Agalloch - Ashes Against the Grain (Cover Artwork)


Ashes Against the Grain (2006)

The End

Hailing from Portland, Oregon, Agalloch have been creating their own blend of folk, ambient and black metal music for about a decade. Alongside other forward-thinking groups such as Ulver and Weakling, Agalloch have played a significant part in expanding the musical identity of black metal to encompass a more natural, ambient sound. Over the years, they have refined this approach to making music with each release, and Ashes Against the Grain, their most recent full-length, represents their most significant achievement to date.

To those of you who may have read the first paragraph and thought, "Eww, black metal?", let me reassure you that the music on Ashes Against the Grain is closer to bands such as Explosions in the Sky and Envy than anything your average Mayhem-influenced black metal band would put out. Agalloch's music ditches the hyper-fast tremolos and rapid, double-bass drumming of typical black metal in favor of highly textured guitar riffs and sparse, minimalistic drumming that takes the backseat for most of the album. Even the production of the album is out of step with the traditional harsh, distorted style of black metal. The only element of the music that would be recognized as strictly black metal are the harsher, raspier vocals that are utilized for most of the record, although they feel very natural for the music Agalloch makes, and do not take up too much of the listener's attention.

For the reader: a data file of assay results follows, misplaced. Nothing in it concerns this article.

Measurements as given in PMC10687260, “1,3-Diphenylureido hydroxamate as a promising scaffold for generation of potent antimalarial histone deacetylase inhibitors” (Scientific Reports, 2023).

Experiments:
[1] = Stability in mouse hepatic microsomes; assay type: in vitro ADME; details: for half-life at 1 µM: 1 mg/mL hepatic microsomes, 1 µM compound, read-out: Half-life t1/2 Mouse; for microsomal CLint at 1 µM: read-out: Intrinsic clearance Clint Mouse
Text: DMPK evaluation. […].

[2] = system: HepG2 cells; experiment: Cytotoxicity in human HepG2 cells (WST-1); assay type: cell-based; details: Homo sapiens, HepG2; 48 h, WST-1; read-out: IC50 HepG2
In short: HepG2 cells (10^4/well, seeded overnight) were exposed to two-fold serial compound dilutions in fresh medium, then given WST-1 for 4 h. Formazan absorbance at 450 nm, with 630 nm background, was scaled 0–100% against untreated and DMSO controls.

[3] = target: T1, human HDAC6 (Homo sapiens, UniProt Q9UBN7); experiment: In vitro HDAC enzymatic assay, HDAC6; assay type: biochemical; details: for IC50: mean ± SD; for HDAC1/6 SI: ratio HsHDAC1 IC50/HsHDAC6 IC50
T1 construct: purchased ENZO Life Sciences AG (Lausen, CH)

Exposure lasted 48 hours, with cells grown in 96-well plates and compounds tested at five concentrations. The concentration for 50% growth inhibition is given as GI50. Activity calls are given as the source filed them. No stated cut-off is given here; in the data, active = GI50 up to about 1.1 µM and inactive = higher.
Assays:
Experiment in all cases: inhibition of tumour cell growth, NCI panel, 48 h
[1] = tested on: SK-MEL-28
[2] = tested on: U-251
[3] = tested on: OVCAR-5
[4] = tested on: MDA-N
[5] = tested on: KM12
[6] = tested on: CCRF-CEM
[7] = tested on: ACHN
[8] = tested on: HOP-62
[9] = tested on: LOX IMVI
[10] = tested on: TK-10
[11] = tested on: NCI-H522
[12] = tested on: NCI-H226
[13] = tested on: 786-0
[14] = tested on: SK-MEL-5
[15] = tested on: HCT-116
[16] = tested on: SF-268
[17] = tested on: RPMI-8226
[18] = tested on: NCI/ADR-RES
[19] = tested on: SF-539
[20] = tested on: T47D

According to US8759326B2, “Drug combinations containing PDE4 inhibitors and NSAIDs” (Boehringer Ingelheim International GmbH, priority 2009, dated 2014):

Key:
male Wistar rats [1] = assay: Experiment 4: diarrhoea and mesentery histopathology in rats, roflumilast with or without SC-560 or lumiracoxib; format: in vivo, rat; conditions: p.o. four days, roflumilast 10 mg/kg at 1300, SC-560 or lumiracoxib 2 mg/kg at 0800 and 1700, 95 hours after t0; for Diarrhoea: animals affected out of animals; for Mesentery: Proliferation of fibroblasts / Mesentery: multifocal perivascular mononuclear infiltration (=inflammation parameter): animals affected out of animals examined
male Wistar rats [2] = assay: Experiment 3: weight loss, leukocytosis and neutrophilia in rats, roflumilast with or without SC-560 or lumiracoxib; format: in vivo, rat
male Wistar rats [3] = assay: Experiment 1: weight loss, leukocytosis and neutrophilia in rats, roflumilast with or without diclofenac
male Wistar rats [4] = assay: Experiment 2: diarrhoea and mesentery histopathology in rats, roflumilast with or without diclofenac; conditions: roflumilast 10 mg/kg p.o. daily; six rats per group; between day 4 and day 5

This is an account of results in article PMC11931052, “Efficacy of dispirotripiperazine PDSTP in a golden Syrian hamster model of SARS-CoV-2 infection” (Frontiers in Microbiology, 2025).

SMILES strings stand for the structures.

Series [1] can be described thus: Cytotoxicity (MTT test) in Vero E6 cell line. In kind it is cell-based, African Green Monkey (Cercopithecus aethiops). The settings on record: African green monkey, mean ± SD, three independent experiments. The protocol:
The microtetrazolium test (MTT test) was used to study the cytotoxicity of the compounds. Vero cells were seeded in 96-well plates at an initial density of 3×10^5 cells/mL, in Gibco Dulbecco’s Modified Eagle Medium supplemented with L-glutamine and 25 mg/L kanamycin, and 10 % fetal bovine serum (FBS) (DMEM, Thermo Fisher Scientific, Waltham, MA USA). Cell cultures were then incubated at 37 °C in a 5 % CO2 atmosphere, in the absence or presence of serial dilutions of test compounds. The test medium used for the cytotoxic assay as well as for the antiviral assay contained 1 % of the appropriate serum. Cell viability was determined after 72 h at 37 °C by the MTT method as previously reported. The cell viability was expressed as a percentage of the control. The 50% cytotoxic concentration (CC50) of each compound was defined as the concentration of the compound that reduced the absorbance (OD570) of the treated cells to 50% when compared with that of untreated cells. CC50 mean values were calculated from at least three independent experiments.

Agalloch have always been excellent songwriters, creating powerful music that recalls an intense sense of oneness with nature, and the band has really outdone themselves with this one. Rather than simply having each song "buildup" to an exciting part, Agalloch write songs that are constantly keeping the listener ensnared by altering between folk, post-rock, metal and ambient noise passages without losing a powerful sense of unity and cohenrency in the songs. Highlights of the album include opener "Limbs," "Falling Snow" and the sprawling, 21-minute "Our Fortress Is Burning" (split up into three parts). Listening to Ashes Against the Grain is a powerful, enrapturing experience that would rival some of the most potent albums put out by other bands standing underneath the post-rock/post-metal umbrella.

If I had to pinpoint any weaknesses on the album, it would have to be the last track of the album -- the final part of "Our Fortress Is Burning." This track, titled "The Grain," consists entirely of the ambient noise I was talking about and while it is interesting, I think it could have been shortened to about two to three minutes. Other than that, I would estimate Ashes Against the Grain as being a modern genre masterpiece, and I would highly recommend it to anyone who is a fan of any kind of ambient or metal music.